Ana Casañal awarded the FEBS Anniversary Prize 2019

Ana Casañal.
Ana Casañal. © Thomas G Martin

Ana Casañal, a postdoctoral researcher in Lori Passmore’s group in the LMB’s Structural Studies Division, is one of two recipients of the FEBS Anniversary Prizes 2019.

The FEBS (Federation of European Biochemical Societies) Anniversary Prizes of the Gesellschaft für Biochemie und Molekularbiologie (GBM; German Society for Biochemistry and Molecular Biology) are awarded annually to up to two researchers under 40 years of age for outstanding achievements in the field of Biochemistry and Molecular Biology or related sciences.

Ana is using electron cryo-microscopy (cryo-EM) to gain mechanistic insights into regulation of gene expression. Genes encoded within DNA are first transcribed into an intermediate messenger RNA (mRNA) molecule before information can be translated into production of proteins. mRNA processing is a key step involving cleavage and addition of a repetitive poly(A) tail, which enhances translation of mRNA into proteins in all eukaryotic organisms. Although this prize is not awarded for a particular piece of work, one important project that Ana worked on resulted in the first cryo-EM structure of the cleavage and polyadenylation factor (CPF), the central complex of the mRNA processing machinery, providing insight into how its nuclease and polymerase activities are organised and how it performs its functions. Importantly, understanding CPF also has human health implications as it is hijacked by certain viruses, including influenza, and is deregulated in diseases such as cancer and beta-thalessemia.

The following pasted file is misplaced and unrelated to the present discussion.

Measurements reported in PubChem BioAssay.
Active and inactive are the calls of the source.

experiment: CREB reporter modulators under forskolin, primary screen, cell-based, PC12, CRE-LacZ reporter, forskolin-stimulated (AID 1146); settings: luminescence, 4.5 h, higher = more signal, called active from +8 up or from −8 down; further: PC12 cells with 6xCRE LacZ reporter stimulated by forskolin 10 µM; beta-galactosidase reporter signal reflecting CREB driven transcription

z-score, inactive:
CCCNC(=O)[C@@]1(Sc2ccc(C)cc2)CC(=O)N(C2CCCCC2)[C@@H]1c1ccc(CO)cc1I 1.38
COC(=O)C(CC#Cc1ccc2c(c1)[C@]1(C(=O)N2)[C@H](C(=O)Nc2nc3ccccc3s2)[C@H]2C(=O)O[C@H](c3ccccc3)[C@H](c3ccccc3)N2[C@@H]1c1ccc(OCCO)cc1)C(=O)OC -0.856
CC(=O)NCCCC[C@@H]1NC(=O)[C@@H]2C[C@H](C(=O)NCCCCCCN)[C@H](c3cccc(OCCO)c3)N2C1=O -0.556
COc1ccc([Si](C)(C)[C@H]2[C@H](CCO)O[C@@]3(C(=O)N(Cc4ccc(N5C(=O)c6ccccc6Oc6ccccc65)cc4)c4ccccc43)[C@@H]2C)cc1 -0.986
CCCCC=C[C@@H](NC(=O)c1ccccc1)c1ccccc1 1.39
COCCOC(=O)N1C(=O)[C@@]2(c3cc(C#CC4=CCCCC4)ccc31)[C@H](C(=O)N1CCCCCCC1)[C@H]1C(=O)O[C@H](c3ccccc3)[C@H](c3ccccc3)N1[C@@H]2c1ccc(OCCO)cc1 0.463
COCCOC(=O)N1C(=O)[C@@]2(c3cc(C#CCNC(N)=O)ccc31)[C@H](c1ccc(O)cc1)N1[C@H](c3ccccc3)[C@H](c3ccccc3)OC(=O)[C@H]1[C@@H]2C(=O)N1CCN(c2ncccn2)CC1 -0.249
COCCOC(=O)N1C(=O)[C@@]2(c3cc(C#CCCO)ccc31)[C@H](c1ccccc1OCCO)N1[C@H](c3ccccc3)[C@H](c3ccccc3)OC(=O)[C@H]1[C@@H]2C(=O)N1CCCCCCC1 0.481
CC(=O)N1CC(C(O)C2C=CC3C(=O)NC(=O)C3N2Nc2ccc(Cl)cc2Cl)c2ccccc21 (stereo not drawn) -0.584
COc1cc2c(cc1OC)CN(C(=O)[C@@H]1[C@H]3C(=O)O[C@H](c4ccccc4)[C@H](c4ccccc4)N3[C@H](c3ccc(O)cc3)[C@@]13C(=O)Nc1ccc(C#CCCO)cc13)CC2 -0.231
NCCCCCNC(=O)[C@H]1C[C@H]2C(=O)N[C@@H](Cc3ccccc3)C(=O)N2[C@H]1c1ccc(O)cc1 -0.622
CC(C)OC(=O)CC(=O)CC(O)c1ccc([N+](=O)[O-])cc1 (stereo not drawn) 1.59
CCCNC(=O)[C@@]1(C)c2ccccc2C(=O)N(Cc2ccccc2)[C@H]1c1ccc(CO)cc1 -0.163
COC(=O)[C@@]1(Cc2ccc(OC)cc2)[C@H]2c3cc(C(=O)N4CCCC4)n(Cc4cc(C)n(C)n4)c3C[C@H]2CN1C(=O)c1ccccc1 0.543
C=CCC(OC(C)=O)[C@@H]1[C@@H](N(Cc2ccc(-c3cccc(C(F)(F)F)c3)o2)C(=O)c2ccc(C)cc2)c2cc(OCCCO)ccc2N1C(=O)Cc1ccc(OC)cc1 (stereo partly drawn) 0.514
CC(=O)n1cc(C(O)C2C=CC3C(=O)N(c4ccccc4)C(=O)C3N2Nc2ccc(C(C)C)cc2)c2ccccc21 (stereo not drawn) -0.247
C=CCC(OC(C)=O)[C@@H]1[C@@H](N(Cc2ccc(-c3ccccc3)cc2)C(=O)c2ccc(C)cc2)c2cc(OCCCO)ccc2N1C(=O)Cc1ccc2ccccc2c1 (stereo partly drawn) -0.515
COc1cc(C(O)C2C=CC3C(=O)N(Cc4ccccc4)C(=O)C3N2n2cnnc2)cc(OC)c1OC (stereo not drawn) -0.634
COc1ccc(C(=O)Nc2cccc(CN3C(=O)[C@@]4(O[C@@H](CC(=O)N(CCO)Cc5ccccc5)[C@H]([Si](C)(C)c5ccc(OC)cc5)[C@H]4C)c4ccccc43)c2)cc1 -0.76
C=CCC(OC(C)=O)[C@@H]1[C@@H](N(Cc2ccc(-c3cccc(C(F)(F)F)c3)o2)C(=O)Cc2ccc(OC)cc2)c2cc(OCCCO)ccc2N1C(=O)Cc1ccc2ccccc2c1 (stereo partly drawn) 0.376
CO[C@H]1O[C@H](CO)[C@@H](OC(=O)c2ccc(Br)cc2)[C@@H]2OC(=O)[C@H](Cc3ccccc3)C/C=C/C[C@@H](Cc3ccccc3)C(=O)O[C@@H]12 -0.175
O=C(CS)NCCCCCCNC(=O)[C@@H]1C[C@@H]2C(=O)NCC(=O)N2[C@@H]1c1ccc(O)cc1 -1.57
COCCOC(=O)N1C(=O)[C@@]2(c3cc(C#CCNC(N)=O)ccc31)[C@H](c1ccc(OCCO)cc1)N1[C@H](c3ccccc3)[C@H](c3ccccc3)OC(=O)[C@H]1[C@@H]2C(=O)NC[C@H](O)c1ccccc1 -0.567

Ana was previously awarded the LMB’s Brenner Postdoc Prize in 2018 and the 2019 Biochemical Society Early Career Research Award.

Ana will receive her award before presenting a lecture about her research at the 44th FEBS Congress in Krakow in July. The award consists of €2000 and a certificate.

Further references

Lori’s group page
FEBS Anniversary Prizes 2019
Insight on Research – How the poly(A) tail is added to the end of mRNAs